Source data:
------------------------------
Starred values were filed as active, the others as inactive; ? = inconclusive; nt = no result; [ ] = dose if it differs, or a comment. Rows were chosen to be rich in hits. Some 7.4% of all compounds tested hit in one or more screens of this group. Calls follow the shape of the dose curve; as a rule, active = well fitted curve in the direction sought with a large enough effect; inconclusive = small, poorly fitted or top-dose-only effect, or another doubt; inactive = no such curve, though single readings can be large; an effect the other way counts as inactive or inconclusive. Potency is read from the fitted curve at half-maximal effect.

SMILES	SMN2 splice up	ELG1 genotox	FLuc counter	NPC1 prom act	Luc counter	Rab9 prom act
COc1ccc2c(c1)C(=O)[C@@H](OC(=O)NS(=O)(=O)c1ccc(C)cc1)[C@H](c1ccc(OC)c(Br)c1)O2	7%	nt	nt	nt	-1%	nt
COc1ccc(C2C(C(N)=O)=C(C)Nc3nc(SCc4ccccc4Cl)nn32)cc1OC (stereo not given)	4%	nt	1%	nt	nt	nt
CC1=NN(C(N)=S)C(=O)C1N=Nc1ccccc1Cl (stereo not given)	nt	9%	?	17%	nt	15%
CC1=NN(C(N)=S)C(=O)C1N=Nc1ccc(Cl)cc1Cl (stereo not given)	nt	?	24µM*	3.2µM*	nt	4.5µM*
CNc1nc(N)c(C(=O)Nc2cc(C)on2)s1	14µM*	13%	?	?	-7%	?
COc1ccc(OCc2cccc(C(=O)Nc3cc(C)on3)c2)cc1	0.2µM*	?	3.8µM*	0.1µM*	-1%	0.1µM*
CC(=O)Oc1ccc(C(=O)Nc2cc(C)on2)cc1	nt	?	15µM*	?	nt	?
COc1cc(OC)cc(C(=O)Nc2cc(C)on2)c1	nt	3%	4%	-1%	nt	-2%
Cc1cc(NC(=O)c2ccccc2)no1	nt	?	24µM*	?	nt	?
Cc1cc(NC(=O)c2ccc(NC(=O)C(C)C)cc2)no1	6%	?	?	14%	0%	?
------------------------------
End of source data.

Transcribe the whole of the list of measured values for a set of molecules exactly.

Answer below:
Starred values were filed as active, the others as inactive; ? = inconclusive; nt = no result; [ ] = dose if it differs, or a comment. Rows were chosen to be rich in hits. Some 7.4% of all compounds tested hit in one or more screens of this group. Calls follow the shape of the dose curve; as a rule, active = well fitted curve in the direction sought with a large enough effect; inconclusive = small, poorly fitted or top-dose-only effect, or another doubt; inactive = no such curve, though single readings can be large; an effect the other way counts as inactive or inconclusive. Potency is read from the fitted curve at half-maximal effect.

SMILES	SMN2 splice up	ELG1 genotox	FLuc counter	NPC1 prom act	Luc counter	Rab9 prom act
COc1ccc2c(c1)C(=O)[C@@H](OC(=O)NS(=O)(=O)c1ccc(C)cc1)[C@H](c1ccc(OC)c(Br)c1)O2	7%	nt	nt	nt	-1%	nt
COc1ccc(C2C(C(N)=O)=C(C)Nc3nc(SCc4ccccc4Cl)nn32)cc1OC (stereo not given)	4%	nt	1%	nt	nt	nt
CC1=NN(C(N)=S)C(=O)C1N=Nc1ccccc1Cl (stereo not given)	nt	9%	?	17%	nt	15%
CC1=NN(C(N)=S)C(=O)C1N=Nc1ccc(Cl)cc1Cl (stereo not given)	nt	?	24µM*	3.2µM*	nt	4.5µM*
CNc1nc(N)c(C(=O)Nc2cc(C)on2)s1	14µM*	13%	?	?	-7%	?
COc1ccc(OCc2cccc(C(=O)Nc3cc(C)on3)c2)cc1	0.2µM*	?	3.8µM*	0.1µM*	-1%	0.1µM*
CC(=O)Oc1ccc(C(=O)Nc2cc(C)on2)cc1	nt	?	15µM*	?	nt	?
COc1cc(OC)cc(C(=O)Nc2cc(C)on2)c1	nt	3%	4%	-1%	nt	-2%
Cc1cc(NC(=O)c2ccccc2)no1	nt	?	24µM*	?	nt	?
Cc1cc(NC(=O)c2ccc(NC(=O)C(C)C)cc2)no1	6%	?	?	14%	0%	?